Go to homepage

Archives and other items of interest on this web site



Go to writer's guidelines


  • Magical Realism and the Fantastic (A.B. Chanady)
  • The Fantastic in Literature (E.S. Rabkin)
  • Aminidab (J.P. Sartre)
  • After Kafka (S. Sandbank)
  • [Editor's note: The following synopses only summarize the parts of the authors' arguments that concern The Cafe Irreal. They do not summarize the whole of the authors' arguments]

    MAGICAL REALISM AND THE FANTASTIC: Resolved versus Unresolved Antinomy

    Amaryll Beatrice Chanady

    The fairy tale belongs to the mode of the marvelous, where nothing surprises the characters, since magic is the norm. In the fantastic, on the other hand, the world view coincides with our own and is threatened by an event that doesn't fit into the logical code expressed by the rest of the text. The fantastic can be confused with the uncanny, where the protagonist is terrified of sinister sounds and shapes, but eventually discovers they have a rational explanation (such as in the "Sandman," by E.T.A. Hoffmann) or the scenario where, in the end, we discover that it was "all a dream." Another type of "pseudo-fantastic" is science-fiction, where the apparently fantastic can be explained by science and technology.

    The fantastic forces us to accept two distinct levels of reality in one narrative (our everyday, rational, world and the inexplicable according to our logic). It is similar in this way to the popular legend where the supernatural is presented as essentially different from the natural. They are thus bi-dimensional, whereas the fairy tale is unidimensional. However, unlike the fantastic, the legend does not question the supernatural on the grounds of reason and logic -- it may well find it terrifying, but not because it violates our logic. In the fantastic, however, the supernatural is seen as problematic because it cannot be integrated within the implicit ideological code conveyed by the text. Thus we have antinomy (the simultaneous presence of two conflicting codes in the text). Since neither can be explained in the presence of the other, the apparently supernatural remains inexplicable. The introduction of a single inexplicable event does not produce a sustained antinomy; each code must be developed to the point where it must be accepted. Thus the ambiguity of the fantastic is not in the nature of the object or event, but in the nature of a world ruled (and maintained) by certain norms that are destroyed by something we cannot accept. One of the most important devices for ensuring the reader's participation is authorial reticence, which makes the inexplicable even more disturbing and mysterious. The reader gets only enough information to create suspense, leaving the rest to his imagination. (Garland, New York, 1985)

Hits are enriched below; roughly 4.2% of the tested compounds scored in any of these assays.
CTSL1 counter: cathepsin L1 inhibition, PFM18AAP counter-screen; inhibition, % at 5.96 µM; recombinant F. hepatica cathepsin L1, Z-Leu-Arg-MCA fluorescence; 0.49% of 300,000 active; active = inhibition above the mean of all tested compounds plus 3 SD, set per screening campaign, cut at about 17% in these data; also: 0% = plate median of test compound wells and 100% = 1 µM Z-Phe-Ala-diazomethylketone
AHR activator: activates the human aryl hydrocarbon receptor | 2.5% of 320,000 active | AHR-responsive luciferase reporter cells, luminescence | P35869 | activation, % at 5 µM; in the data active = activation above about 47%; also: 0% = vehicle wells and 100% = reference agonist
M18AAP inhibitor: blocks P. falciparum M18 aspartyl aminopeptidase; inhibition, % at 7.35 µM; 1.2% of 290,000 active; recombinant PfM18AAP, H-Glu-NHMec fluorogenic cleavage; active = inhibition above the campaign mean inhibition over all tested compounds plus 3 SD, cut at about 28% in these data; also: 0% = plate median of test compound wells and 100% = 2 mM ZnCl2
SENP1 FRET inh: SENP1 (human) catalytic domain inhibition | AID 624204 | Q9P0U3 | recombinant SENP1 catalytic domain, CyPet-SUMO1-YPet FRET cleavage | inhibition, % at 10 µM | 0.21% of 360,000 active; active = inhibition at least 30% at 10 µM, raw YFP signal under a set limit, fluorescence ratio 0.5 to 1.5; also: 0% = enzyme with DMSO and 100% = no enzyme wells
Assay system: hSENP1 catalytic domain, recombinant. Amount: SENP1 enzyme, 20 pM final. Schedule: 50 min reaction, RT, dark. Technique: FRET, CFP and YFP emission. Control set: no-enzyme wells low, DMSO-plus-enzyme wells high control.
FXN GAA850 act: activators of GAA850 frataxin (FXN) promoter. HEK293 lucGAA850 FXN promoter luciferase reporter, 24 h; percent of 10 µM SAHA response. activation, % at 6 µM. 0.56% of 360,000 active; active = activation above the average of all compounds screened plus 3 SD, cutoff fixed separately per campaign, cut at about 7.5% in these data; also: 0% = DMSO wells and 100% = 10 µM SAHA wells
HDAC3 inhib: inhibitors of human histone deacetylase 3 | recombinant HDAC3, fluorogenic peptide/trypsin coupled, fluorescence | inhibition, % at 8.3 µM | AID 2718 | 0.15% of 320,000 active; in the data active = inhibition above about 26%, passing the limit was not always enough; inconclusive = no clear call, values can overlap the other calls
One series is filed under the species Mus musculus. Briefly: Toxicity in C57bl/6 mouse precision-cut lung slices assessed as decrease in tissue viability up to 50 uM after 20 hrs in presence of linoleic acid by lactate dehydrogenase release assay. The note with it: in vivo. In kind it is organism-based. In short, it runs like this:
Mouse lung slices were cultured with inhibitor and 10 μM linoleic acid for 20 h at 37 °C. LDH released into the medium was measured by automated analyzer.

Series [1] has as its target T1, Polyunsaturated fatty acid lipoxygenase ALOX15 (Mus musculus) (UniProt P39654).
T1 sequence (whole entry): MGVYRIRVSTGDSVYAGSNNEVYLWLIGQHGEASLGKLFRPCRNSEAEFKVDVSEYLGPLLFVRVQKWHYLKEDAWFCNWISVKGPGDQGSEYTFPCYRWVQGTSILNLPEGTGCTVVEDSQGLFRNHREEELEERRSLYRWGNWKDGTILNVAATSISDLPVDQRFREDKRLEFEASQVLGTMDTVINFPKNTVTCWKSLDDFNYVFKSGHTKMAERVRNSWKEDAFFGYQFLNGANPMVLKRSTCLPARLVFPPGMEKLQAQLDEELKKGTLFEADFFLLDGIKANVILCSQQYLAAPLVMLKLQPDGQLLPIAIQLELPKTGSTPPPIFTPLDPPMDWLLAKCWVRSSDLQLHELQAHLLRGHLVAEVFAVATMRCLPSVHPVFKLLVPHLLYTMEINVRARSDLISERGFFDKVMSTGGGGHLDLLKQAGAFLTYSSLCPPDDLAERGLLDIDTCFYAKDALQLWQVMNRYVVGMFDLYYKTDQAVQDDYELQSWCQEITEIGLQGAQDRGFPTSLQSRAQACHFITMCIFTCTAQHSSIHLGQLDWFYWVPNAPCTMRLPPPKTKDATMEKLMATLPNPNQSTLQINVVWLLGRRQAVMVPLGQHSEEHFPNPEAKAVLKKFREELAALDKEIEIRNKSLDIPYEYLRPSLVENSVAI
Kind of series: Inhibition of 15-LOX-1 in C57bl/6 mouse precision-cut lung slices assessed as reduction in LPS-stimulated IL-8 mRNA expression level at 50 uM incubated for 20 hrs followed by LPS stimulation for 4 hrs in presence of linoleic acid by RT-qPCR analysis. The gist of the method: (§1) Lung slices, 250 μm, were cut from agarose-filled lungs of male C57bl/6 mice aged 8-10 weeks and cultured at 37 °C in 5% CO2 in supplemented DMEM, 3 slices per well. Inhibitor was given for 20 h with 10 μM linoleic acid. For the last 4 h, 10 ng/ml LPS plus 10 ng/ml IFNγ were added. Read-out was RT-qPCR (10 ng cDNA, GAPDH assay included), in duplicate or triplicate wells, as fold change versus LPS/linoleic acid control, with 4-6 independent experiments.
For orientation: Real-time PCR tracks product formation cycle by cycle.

Back to the Top


    Eric S. Rabkin

    Though Alice (of Alice in Wonderland) was astonished at talking plants, we moderns (in a science-fiction mode) can see such phenomena as unexpected but orderly -- proving that talking plants are not inherently fantastic; they become so only when seen from a certain perspective (such as Alice's, whose expectations were those of a normal, 19th century child). Thus the fantastic does more than extend experience; the fantastic contradicts perspectives -- it is Alice's astonishment that signals the fantastic.

    By virtue of this direct contradiction of perspectives (what Rabkin calls a diametric reconfiguration), we can distinguish the fantastic from other non-normal occurrences: the unexpected and the irrelevant. Unexpected, literally, means not-expected. When a hitherto unmentioned character wanders into a story (Stephen Blackpool into Hard Times), his entrance is not-expected, but many be quite ordinary (since it is in keeping with the ground rules previously legitimized -- a story about industry may well need a worker). This has little to do with the fantastic. The dis-expected is closer, representing those elements which the text had diverted one from thinking about but which, it later turns out, are in perfect keeping with the ground rules of the narrative. Jokes depend on the dis-expected (e.g. the chorus-girl says to her elderly admirer, "Sir, I must tell you my hand belongs to another." "My dear," he replies, "I never aspired that high."). It is the anti-expected (e.g. the dead, or a plant, speak) that we are calling the fantastic and is that which, as discussed above, contradicts perspectives. Thus the anti-expected is wholly dependent on reality for its existence (even if it is, in a sense, reality turned around 180 degrees).